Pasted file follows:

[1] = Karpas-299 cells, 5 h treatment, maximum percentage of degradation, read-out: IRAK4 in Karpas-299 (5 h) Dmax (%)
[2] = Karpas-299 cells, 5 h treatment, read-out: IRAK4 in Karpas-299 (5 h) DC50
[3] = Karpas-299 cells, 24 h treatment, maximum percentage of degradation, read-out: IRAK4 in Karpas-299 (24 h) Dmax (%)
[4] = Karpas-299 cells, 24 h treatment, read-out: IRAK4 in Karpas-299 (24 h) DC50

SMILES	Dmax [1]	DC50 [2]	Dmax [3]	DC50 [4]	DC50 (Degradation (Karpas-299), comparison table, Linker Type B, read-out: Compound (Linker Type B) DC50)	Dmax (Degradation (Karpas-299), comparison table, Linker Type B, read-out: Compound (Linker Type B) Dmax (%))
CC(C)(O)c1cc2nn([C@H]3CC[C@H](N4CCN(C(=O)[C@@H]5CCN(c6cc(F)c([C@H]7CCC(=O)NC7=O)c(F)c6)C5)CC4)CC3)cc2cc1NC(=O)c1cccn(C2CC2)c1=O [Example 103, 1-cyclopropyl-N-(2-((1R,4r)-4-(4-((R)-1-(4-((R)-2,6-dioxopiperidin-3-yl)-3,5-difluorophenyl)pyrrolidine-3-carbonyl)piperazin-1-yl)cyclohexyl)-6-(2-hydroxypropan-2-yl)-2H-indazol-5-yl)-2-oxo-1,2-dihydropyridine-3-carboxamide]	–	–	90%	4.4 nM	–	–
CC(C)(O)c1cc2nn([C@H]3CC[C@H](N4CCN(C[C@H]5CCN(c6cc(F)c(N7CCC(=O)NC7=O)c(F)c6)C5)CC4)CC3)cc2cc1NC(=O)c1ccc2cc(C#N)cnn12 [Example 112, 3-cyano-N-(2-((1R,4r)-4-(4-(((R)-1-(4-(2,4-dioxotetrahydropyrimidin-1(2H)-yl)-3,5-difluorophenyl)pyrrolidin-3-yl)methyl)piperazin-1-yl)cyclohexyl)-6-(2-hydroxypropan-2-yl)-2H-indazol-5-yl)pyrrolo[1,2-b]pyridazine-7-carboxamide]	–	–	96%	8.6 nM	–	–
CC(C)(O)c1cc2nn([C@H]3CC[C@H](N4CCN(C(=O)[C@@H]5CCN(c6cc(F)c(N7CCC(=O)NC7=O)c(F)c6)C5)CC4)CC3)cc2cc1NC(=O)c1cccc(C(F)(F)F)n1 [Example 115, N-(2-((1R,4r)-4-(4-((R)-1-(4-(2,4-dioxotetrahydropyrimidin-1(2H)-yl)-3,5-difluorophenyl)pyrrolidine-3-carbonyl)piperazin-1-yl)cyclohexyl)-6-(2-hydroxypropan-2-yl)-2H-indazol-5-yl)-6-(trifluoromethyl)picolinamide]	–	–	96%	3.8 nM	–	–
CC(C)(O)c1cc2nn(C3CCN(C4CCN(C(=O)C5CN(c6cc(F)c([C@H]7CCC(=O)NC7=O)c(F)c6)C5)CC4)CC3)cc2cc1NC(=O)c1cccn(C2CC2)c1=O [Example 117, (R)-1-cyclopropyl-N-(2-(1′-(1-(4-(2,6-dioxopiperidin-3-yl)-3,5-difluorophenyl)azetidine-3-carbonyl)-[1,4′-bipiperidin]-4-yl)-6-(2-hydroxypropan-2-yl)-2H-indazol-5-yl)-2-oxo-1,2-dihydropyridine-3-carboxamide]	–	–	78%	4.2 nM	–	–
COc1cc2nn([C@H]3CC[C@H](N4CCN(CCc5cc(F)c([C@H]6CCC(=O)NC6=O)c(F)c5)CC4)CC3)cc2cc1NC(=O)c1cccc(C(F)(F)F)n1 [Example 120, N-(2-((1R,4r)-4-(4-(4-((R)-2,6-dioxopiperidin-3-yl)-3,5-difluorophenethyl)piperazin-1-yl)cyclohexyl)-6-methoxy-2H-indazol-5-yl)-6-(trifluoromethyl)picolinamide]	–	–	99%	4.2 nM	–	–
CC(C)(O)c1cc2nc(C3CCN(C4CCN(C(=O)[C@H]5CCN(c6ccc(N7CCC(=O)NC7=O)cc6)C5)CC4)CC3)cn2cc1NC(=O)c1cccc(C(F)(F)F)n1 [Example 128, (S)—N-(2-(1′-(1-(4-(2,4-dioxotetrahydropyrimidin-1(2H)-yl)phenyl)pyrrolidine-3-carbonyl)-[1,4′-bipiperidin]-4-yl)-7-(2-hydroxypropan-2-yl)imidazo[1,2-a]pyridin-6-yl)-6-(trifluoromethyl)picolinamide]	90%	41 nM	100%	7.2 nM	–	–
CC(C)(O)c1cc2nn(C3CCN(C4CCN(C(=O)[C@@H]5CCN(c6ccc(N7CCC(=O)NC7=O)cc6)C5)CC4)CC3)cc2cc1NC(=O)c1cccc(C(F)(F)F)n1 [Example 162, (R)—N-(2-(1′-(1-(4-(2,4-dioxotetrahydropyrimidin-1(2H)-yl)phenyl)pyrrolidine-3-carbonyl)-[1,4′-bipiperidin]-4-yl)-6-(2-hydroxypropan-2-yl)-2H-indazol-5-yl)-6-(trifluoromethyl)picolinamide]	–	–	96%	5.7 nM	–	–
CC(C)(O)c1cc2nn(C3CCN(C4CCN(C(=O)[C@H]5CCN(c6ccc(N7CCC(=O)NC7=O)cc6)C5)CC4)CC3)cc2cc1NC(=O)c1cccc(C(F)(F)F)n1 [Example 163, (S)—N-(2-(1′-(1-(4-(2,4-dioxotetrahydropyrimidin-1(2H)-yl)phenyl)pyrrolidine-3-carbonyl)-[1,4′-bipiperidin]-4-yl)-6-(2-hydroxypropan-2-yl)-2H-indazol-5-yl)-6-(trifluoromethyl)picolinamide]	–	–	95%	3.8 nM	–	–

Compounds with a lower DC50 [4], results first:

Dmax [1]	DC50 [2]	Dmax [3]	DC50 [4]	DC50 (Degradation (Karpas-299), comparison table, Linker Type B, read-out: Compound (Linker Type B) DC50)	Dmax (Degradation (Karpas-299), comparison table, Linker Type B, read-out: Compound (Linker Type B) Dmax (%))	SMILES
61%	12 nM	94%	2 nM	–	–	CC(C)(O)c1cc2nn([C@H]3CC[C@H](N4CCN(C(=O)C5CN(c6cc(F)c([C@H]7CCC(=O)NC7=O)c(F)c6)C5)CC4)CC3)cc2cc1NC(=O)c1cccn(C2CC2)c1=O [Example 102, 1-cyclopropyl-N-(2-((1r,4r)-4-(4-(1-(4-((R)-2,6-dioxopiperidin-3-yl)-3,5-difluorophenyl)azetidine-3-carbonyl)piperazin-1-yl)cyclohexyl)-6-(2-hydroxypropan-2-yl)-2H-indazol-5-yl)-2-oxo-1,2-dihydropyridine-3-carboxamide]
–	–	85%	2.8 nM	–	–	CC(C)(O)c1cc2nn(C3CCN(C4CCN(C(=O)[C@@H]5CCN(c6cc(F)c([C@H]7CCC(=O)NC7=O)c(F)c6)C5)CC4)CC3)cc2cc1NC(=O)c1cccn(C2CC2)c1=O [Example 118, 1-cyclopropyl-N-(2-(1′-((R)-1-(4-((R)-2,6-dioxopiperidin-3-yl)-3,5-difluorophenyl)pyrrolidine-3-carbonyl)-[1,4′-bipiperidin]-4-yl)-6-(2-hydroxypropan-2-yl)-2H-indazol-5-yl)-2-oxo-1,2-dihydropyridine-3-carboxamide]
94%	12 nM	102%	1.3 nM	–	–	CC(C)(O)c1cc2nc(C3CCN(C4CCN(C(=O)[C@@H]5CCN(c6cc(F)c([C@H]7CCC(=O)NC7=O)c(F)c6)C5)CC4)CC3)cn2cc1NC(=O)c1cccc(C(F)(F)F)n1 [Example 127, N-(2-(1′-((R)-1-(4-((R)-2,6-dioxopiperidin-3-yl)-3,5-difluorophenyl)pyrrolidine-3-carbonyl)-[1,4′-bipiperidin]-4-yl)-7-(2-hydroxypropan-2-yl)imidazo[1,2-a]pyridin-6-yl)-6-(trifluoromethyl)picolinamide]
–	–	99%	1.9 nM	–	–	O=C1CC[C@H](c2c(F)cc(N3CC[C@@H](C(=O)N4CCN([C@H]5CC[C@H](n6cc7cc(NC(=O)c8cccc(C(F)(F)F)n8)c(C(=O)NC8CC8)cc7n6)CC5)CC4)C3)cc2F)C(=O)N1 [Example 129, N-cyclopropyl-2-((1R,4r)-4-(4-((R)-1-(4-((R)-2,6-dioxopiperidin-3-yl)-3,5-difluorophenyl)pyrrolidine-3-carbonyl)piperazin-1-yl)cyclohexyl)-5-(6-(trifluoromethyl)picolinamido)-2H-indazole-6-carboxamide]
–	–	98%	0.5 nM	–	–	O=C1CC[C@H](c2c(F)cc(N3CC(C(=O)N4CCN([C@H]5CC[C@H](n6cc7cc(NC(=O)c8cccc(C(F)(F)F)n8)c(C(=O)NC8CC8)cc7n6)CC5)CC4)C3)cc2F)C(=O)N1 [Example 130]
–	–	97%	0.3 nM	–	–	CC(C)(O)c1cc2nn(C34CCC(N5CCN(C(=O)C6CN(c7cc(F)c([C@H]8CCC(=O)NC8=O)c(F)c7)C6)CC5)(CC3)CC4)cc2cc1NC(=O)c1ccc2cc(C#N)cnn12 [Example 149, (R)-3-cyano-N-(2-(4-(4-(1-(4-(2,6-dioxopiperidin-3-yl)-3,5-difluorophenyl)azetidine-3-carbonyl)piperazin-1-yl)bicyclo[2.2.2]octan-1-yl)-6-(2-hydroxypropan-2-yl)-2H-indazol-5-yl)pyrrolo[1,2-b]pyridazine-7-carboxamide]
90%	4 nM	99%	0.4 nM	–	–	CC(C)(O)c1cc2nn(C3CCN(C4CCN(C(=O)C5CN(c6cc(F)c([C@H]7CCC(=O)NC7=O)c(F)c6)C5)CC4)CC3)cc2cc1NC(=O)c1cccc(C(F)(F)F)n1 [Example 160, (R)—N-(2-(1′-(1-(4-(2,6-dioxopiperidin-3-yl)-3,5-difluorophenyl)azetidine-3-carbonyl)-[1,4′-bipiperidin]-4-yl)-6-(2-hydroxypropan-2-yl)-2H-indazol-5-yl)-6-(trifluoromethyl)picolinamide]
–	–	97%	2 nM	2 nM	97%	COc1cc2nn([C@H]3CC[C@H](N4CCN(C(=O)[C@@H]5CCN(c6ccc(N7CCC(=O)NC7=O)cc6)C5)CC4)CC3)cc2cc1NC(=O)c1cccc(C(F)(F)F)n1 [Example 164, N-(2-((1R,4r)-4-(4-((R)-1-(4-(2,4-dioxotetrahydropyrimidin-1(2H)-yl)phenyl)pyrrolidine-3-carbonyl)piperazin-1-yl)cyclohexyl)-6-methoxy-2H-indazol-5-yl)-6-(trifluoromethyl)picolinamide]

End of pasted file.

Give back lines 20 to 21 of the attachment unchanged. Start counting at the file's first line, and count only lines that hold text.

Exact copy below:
–	–	98%	0.5 nM	–	–	O=C1CC[C@H](c2c(F)cc(N3CC(C(=O)N4CCN([C@H]5CC[C@H](n6cc7cc(NC(=O)c8cccc(C(F)(F)F)n8)c(C(=O)NC8CC8)cc7n6)CC5)CC4)C3)cc2F)C(=O)N1 [Example 130]
–	–	97%	0.3 nM	–	–	CC(C)(O)c1cc2nn(C34CCC(N5CCN(C(=O)C6CN(c7cc(F)c([C@H]8CCC(=O)NC8=O)c(F)c7)C6)CC5)(CC3)CC4)cc2cc1NC(=O)c1ccc2cc(C#N)cnn12 [Example 149, (R)-3-cyano-N-(2-(4-(4-(1-(4-(2,6-dioxopiperidin-3-yl)-3,5-difluorophenyl)azetidine-3-carbonyl)piperazin-1-yl)bicyclo[2.2.2]octan-1-yl)-6-(2-hydroxypropan-2-yl)-2H-indazol-5-yl)pyrrolo[1,2-b]pyridazine-7-carboxamide]